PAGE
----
Writing on the margins : the experimental poetry of Lyn Hejinian, Yang Lian and Arkadii Dragomoshchenko

Show simple item record

dc.contributor.advisor Hilary Chung en
dc.contributor.advisor Ian Lilly en
dc.contributor.advisor Michael Hanne en
dc.contributor.advisor Michele Leggott en
dc.contributor.author Edmond, Jacob en
dc.date.accessioned 2007-01-18T03:23:26Z en
dc.date.available 2007-01-18T03:23:26Z en
dc.date.issued 2004 en
dc.identifier.citation Thesis (PhD--Comparative Literature)--University of Auckland, 2004. en
dc.identifier.uri http://hdl.handle.net/2292/308 en
dc.description.abstract This study assesses macroanalytic theories of global aesthetics that propose a strong correlation between artistic innovation and social, political, economic and technological conditions. The assessment is carried out through substantial new microanalytic research on the social situation, poetry and artistic intentions of Lyn Hejinian, Yang Lian 楊煉 and Arkadii Dragomoshchenko, three experimental poets whose work pushed the boundaries of poetry within their respective countries, the United States, China and the Soviet Union, from the late 1970s to the early 1990s. Existing macroanalytic theories predict that these poets should be very different because they worked in contrasting conditions, but the microanalysis shows that there are remarkable points of correlation. The three major characteristics that the poets share are: an interest in lyric poetry as an exploration of consciousness and a closely connected though contradictory interest in language as a self-sufficient medium; the use of difficulty in poetry with an intent that is both utopian and anti-utopian; the production of poetry that was intended to provide an alternative to mainstream poetic discourse, and the association of this poetic experimentation with a way of life that was intended to provide an alternative to mainstream society. These findings undermine prevailing theorizations of the globalization of poetry and thus point to the need for a reconfiguration of theories of global aesthetics. This study employs an innovative approach that makes significant contributions to research at three levels of analysis. Firstly, it provides in-depth single-author studies of three difficult poets, based on substantial new close readings and statements of poetics in the original languages, and including valuable bibliographical material. Secondly, it presents social-context analysis of the place of experimental poetry in the United States, China and the Soviet Union, based on sociological and historical research. Thirdly, it offers a comparative, contrastive analysis, which calls into question prevailing theorizations of the way experimental poetry is developing in the context of globalization. This inquiry is built around new close readings of two works that are centrally important to the oeuvre of each writer over the period examined: The Guard (1984) and Oxota (1991) by Hejinian; “Nuorilang” 諾日朗 (Norlang) (1983) and “Banpo” 半坡 (1984) by Yang; and “Summa Elegii” (Sum of Elegies) (1986) and “Nasturtsiia kak real'nost'” (Nasturtium as Reality) (1986) by Dragomoshchenko. en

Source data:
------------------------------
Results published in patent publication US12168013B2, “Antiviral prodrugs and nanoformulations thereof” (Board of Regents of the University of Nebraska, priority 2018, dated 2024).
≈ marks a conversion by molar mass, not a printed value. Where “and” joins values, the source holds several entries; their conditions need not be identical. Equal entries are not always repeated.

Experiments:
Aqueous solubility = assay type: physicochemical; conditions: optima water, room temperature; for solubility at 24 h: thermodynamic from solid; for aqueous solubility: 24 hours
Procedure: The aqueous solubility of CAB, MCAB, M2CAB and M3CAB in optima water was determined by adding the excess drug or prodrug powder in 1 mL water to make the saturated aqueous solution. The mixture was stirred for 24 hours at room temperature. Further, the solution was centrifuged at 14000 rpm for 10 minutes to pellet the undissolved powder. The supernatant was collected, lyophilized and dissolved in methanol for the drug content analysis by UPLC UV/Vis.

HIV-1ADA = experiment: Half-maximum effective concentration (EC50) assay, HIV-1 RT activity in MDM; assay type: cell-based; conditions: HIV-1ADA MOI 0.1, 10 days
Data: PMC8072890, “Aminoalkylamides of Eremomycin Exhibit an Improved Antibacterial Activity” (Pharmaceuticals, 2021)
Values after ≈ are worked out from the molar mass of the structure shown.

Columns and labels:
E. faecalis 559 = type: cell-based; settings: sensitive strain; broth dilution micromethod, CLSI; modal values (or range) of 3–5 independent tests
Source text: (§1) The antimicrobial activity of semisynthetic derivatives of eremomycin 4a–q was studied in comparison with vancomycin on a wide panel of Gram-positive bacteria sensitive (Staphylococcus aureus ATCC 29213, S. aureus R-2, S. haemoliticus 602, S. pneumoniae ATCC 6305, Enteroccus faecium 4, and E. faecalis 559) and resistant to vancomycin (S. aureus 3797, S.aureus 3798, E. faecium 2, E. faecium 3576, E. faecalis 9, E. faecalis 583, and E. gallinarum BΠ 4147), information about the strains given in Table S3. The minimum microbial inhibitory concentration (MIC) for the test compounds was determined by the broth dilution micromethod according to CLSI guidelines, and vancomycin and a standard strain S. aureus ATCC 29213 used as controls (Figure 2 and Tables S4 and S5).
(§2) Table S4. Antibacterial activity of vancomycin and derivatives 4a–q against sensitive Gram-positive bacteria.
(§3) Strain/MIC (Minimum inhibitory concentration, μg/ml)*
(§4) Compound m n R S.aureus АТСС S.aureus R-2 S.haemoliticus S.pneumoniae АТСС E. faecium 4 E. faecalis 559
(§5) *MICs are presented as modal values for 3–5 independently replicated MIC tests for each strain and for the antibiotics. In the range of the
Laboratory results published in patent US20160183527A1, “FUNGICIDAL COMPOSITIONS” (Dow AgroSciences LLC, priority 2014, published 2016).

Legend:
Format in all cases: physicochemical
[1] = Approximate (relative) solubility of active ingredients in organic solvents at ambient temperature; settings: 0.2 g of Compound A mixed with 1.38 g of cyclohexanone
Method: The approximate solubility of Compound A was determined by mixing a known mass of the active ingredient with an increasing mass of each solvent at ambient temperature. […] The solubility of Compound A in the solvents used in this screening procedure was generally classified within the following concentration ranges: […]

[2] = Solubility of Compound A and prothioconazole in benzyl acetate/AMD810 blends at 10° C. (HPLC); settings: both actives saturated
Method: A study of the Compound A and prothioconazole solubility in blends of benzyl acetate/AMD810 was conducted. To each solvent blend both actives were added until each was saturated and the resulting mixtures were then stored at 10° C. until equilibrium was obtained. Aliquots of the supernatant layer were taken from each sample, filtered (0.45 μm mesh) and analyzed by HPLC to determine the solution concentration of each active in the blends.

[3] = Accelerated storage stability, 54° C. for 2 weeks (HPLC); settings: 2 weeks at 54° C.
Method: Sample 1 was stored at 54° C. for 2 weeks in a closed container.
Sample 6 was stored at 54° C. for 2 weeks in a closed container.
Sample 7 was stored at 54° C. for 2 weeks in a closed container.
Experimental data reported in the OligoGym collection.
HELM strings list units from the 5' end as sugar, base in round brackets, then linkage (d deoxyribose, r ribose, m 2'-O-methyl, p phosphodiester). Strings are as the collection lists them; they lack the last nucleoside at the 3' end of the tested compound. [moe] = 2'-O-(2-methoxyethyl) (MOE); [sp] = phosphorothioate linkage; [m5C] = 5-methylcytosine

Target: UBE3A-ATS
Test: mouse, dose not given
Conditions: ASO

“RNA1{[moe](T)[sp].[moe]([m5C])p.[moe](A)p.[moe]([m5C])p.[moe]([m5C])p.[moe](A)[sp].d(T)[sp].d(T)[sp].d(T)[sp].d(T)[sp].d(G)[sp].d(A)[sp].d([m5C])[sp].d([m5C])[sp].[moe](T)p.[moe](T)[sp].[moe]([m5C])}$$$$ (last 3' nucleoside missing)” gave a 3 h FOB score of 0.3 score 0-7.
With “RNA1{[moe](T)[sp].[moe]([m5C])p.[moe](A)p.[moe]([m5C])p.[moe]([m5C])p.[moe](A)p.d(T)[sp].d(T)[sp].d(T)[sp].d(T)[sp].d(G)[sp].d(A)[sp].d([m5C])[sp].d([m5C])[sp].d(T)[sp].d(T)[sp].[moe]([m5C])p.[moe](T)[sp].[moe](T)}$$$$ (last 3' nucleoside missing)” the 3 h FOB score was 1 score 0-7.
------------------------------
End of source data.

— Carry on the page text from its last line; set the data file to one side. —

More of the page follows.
dc.format Scanned from print thesis en
dc.language.iso en en
dc.publisher ResearchSpace@Auckland en
dc.relation.ispartof PhD Thesis - University of Auckland en
dc.relation.isreferencedby UoA1235747 en
dc.rights Items in ResearchSpace are protected by copyright, with all rights reserved, unless otherwise indicated. en
dc.rights.uri https://researchspace.auckland.ac.nz/docs/uoa-docs/rights.htm en
dc.source.uri http://wwwlib.umi.com/dissertations/fullcit/3135503 en
dc.title Writing on the margins : the experimental poetry of Lyn Hejinian, Yang Lian and Arkadii Dragomoshchenko en
dc.type Thesis en
thesis.degree.discipline Comparative Literature en
thesis.degree.grantor The University of Auckland en
thesis.degree.level Doctoral en
thesis.degree.name PhD en
dc.rights.holder Copyright: The author en
pubs.local.anzsrc 200322 - Comparative Language Studies en
pubs.org-id Faculty of Arts en


Files in this item

Find Full text

This item appears in the following Collection(s)

Show simple item record

Share

Search ResearchSpace


Browse

Statistics